Netflix, the stock that keeps on rising, got a big vote of confidence today from Imran Khan at JP Morgan.
Khan rates Netflix “overweight” and has an end of 2011 price target of $181. The stock is trading around $148 today. Here’s the bullet points on why Khan is bullish:
- Significant headroom for subs growth. Netflix ended 2Q with 15M subs; we are projecting the company to reach 24M by the end of 2011. While this represents rapid growth from a relatively lower base, we note it is still below, e.g., HBO, which has 29M subs at a higher ASP.
- Barriers to entry higher than sceptics think. We see a group of factors working together to make entry into the space difficult for others. (1) Netflix has a huge lead in device penetration. (2) Netflix has spent over $1B on marketing since F’06. (3) Netflix’s recommendation technology enables it to monetise long-tail content in ways it would be difficult for new entrants to achieve. (4) Netflix has a suite of streaming content (some exclusive) that would be expensive for others to build.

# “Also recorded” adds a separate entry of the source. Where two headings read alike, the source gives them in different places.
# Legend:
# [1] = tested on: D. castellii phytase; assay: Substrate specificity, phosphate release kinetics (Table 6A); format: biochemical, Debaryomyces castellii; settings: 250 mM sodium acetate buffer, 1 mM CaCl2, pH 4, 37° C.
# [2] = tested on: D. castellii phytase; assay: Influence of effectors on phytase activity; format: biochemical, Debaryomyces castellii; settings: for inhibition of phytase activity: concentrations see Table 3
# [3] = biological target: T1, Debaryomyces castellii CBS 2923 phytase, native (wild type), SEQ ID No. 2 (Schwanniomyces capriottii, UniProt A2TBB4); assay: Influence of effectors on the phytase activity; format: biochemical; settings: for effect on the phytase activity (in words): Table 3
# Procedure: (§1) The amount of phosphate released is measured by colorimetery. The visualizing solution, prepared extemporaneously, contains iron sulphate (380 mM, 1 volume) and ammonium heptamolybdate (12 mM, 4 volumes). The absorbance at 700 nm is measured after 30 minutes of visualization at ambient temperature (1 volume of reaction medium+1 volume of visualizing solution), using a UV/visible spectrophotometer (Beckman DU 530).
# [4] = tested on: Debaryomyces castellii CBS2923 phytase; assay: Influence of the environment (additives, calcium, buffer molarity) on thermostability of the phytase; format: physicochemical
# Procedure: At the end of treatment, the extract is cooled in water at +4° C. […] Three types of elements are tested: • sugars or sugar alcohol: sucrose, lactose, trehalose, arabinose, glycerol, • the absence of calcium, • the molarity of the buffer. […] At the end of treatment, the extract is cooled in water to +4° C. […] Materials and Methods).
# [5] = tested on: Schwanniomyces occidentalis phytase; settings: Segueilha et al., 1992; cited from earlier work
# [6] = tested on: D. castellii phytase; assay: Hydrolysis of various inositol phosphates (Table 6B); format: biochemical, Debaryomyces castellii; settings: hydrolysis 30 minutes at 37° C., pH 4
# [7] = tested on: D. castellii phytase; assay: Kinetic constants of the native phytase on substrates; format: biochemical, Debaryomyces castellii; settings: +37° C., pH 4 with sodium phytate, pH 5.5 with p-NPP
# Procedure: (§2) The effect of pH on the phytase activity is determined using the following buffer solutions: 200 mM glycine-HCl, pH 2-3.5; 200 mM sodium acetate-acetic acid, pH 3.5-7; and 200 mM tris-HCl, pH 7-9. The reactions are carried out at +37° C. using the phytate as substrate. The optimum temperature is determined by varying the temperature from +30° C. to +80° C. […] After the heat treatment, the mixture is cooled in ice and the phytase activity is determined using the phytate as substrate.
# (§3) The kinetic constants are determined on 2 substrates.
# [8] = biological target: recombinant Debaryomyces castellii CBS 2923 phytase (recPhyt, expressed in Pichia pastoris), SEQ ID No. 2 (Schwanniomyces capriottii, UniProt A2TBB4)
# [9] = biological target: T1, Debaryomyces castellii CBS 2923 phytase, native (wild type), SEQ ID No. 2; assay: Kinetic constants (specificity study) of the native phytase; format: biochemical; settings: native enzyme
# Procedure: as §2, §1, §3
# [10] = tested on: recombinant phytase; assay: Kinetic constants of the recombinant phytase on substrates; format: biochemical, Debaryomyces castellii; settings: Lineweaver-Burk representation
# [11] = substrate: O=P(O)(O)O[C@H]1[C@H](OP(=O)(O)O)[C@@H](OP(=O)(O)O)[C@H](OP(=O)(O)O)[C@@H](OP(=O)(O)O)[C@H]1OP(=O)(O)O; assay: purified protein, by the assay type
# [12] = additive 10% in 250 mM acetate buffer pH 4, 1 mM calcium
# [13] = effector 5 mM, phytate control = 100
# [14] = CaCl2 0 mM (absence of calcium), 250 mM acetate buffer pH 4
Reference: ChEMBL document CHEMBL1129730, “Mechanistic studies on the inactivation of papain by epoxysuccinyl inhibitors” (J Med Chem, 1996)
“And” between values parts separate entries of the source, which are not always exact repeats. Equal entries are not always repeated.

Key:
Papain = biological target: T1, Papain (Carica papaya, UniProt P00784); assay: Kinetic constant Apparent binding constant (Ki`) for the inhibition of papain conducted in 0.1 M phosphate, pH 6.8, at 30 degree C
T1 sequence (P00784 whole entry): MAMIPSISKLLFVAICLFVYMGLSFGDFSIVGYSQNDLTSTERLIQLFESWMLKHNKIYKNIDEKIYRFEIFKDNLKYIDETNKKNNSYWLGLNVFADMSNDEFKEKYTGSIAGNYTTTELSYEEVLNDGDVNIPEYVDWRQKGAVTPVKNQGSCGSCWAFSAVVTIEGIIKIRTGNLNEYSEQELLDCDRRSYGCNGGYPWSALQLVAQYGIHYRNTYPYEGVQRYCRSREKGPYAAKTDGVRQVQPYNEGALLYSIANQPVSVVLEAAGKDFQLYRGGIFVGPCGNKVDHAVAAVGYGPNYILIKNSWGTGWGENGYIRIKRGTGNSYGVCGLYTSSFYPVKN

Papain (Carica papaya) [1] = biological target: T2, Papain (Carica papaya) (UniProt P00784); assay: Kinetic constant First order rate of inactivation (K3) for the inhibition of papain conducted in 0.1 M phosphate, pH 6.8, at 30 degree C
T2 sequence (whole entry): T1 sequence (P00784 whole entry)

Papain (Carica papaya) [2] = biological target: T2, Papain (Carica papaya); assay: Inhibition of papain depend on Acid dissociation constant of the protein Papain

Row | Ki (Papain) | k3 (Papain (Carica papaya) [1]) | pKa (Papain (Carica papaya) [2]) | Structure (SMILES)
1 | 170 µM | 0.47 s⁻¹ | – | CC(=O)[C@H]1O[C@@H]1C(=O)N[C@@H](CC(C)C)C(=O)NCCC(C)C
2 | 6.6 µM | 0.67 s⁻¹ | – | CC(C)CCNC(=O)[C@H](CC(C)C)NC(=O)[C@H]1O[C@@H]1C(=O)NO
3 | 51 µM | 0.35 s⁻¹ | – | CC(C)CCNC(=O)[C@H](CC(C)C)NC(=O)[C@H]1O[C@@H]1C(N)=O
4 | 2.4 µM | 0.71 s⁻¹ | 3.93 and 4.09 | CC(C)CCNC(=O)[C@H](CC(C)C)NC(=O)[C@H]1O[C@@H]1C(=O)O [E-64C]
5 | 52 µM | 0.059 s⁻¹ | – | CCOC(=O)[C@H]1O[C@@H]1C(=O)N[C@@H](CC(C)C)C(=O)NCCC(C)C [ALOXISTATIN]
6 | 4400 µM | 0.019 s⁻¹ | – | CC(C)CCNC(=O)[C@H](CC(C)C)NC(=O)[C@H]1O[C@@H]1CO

- New entrants are growing but legacy competition is decreasing. Several new players are entering the space – Google, HBO Go – and companies such as Amazon and kiosk operators are building out their offerings. However, we think continued declines on the retail rental side create an offsetting opportunity. Further, we think the new entrants’ lack of scale could hinder their ability to compete effectively with Netflix.
- Rising content costs are manageable. We estimate that Netflix spent $411M on content in F’09. We believe the company can afford to pour ~$800M into content in F’11 while maintaining our 14%+ pro forma operating margin est., and ~$1B+ in F’12. We think this makes Netflix a strong potential content distribution partner, and it would be irrational for studios to turn down additional monetization of their content.
- $181 PT. We are introducing our F’12 estimates as well as our end-2011 price target of $181. This compares to our previous end-2010 price target of $136. Our new price target is derived using a DCF, and driven by increased confidence in the ability of Netflix to add subscribers while growing margins. We reiterate Overweight.
See Also: The 15 Top Tech Takeover Targets
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